september 10. IGNACIA, POSSESSOR OF A RESTLESS HEART
1663 to 1748
Ignacia was her parents’ sole surviving child. At 21, they expected her to marry, but after a period in seclusion and prayer, she decided instead to live by the sweat of her face. She left her parents’ home at this time. The sole objects she took upon leaving were a needle and one pair of scissors. Ignacia was to be afflicted for life by a restlessness in her heart that she did not stifle or escape.
THE RELIGIOUS LIFE
Ignacia lived in a small house in the back of the local jesuit headquarters. There she led a public life of devotion at a time when native filipinos were barred from becoming nuns or priests. Prayerful women were drawn to her company, and together they became the beatas de la Virgen Maria. The women had to beg for rice and salt and scavenge for firewood in the streets to survive. Mother Ignacia took to stricter penances. She would prostrate herself on the ground, begging passersby to step on her. Occasionally she struggled under the weight of a heavy cross. She would outstretch her arms in the midday sun.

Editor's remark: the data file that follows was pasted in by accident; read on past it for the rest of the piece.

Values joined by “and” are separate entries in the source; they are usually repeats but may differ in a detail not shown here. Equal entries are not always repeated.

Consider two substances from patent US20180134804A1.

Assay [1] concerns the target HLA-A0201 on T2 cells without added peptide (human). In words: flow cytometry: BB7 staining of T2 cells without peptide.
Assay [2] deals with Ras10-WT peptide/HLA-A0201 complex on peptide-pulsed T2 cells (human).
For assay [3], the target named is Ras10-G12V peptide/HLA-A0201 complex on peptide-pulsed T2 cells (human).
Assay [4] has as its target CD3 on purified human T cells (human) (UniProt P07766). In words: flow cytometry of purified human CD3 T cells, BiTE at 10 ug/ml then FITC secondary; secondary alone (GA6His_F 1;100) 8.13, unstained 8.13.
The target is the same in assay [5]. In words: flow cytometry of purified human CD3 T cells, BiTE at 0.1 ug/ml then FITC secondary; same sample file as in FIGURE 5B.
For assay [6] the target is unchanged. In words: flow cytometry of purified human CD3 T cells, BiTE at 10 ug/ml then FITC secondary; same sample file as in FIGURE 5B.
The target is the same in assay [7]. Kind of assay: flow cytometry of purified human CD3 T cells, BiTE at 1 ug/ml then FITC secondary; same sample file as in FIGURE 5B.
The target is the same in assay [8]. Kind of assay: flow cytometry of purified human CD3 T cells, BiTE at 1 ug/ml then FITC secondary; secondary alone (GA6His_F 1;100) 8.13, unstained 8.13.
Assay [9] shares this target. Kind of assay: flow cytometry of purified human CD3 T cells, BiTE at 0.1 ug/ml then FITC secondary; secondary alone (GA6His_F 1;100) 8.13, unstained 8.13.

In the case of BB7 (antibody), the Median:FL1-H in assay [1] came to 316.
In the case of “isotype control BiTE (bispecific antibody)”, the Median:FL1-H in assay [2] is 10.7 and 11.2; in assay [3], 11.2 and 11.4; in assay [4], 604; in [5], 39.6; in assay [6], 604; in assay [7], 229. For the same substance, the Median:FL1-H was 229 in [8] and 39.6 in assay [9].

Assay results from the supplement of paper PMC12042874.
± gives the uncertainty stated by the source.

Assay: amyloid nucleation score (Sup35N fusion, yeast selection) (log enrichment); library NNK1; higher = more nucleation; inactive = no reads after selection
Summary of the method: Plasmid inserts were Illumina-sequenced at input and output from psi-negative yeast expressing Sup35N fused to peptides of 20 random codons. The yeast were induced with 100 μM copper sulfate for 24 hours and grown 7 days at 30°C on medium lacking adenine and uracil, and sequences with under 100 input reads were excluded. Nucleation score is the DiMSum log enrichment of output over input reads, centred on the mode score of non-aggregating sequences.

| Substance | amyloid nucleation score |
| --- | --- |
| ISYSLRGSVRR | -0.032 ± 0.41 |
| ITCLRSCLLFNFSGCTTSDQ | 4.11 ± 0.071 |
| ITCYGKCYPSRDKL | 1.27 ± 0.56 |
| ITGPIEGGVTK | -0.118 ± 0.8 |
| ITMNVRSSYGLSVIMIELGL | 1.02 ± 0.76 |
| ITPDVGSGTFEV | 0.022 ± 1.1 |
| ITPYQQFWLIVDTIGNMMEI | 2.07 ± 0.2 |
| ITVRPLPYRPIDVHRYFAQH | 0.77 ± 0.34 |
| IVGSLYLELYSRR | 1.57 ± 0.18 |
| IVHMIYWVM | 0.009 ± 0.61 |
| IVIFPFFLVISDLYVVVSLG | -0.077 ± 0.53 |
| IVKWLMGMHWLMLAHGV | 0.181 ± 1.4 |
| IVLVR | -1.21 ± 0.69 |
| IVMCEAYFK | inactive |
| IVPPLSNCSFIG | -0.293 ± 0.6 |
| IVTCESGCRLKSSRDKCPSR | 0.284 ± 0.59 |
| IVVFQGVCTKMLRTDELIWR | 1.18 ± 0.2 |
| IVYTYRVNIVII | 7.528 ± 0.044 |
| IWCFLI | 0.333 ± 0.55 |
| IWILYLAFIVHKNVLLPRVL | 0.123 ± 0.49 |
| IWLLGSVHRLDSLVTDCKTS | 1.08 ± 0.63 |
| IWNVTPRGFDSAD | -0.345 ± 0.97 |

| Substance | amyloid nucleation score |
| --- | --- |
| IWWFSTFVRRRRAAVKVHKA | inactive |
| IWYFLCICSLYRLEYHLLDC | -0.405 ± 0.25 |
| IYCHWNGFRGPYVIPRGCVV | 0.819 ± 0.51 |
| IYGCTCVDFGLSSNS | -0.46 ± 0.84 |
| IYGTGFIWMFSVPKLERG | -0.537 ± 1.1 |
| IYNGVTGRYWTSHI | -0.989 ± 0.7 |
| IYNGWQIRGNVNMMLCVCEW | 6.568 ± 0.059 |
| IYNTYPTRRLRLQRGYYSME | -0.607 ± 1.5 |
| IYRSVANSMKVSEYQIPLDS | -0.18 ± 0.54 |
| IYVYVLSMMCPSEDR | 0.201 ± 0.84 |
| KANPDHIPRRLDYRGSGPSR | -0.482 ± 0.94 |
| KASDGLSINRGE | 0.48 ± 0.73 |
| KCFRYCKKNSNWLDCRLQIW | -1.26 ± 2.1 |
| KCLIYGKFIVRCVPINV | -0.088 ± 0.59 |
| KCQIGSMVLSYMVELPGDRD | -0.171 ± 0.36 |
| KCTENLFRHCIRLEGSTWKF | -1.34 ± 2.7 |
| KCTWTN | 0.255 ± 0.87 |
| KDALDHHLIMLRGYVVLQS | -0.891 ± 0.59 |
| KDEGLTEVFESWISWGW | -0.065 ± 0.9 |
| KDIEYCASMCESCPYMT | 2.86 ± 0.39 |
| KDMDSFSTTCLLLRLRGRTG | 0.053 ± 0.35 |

At the age of 85, she died on her knees while receiving communion at the altar.
CURING SORES FROM THE GREAT BEYOND
In 1986, a woman came forward with a miracle attributed to Ignacia’s intercession. She paid a visit to her congregation’s sister-healers, who invoked Ignacia while praying over a diabetes-related wound on her foot. The woman then placed a picture of Ignacia upon her sore, wrapped it in a bandage, and waited. When hours later she arrived home and peeled off the photo and bandage, the wound had disappeared. Her doctors confirmed that the curing was instantaneous and could not be ascribed to medical science.